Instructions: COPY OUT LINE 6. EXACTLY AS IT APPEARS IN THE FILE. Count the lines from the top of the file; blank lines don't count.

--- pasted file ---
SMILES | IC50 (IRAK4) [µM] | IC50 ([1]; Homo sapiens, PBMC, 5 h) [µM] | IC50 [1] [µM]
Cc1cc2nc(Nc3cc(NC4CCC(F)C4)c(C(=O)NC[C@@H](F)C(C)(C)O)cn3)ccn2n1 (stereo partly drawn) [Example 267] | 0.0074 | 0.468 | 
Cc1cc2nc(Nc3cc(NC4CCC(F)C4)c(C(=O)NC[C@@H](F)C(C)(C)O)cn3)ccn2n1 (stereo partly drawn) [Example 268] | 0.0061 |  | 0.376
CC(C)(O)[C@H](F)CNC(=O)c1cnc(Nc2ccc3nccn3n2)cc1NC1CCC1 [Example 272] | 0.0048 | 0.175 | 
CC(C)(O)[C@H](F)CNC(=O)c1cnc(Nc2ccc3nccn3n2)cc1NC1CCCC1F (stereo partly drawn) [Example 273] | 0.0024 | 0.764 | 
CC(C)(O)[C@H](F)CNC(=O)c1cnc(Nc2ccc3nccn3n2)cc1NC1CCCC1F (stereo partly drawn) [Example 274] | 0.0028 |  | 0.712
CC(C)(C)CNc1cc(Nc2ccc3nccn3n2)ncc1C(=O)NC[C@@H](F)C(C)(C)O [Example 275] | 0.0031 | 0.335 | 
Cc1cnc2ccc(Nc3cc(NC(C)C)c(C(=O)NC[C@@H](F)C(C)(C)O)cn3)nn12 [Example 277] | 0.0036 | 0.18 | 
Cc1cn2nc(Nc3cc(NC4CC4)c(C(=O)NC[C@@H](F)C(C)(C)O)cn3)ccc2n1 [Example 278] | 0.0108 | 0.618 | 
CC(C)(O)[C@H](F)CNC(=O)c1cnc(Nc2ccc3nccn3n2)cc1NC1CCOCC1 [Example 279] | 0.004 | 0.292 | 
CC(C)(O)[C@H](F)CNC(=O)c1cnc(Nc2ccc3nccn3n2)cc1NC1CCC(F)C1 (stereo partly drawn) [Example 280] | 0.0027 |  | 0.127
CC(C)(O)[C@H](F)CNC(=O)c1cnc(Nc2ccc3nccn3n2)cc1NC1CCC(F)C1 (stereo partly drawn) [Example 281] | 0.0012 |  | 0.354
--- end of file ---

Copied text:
CC(C)(O)[C@H](F)CNC(=O)c1cnc(Nc2ccc3nccn3n2)cc1NC1CCCC1F (stereo partly drawn) [Example 274] | 0.0028 |  | 0.712